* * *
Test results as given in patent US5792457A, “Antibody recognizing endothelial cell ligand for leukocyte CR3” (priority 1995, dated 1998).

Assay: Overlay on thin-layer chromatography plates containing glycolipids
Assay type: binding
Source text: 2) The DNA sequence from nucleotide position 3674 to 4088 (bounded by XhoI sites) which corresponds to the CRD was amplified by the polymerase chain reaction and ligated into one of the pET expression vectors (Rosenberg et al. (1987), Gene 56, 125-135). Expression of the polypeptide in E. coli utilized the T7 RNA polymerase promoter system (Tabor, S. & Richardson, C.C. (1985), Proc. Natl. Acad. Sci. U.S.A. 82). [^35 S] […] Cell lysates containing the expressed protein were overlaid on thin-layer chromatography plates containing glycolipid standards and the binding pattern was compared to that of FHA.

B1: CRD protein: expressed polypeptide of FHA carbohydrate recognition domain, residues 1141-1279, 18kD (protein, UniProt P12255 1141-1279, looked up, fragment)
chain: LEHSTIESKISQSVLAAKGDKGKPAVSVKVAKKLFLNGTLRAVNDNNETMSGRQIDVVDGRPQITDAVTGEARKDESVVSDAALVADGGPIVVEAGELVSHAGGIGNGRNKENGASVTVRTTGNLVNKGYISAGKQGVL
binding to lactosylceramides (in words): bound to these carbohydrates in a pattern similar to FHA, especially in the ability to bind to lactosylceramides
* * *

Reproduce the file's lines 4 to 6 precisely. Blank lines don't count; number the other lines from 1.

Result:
Source text: 2) The DNA sequence from nucleotide position 3674 to 4088 (bounded by XhoI sites) which corresponds to the CRD was amplified by the polymerase chain reaction and ligated into one of the pET expression vectors (Rosenberg et al. (1987), Gene 56, 125-135). Expression of the polypeptide in E. coli utilized the T7 RNA polymerase promoter system (Tabor, S. & Richardson, C.C. (1985), Proc. Natl. Acad. Sci. U.S.A. 82). [^35 S] […] Cell lysates containing the expressed protein were overlaid on thin-layer chromatography plates containing glycolipid standards and the binding pattern was compared to that of FHA.

B1: CRD protein: expressed polypeptide of FHA carbohydrate recognition domain, residues 1141-1279, 18kD (protein, UniProt P12255 1141-1279, looked up, fragment)
chain: LEHSTIESKISQSVLAAKGDKGKPAVSVKVAKKLFLNGTLRAVNDNNETMSGRQIDVVDGRPQITDAVTGEARKDESVVSDAALVADGGPIVVEAGELVSHAGGIGNGRNKENGASVTVRTTGNLVNKGYISAGKQGVL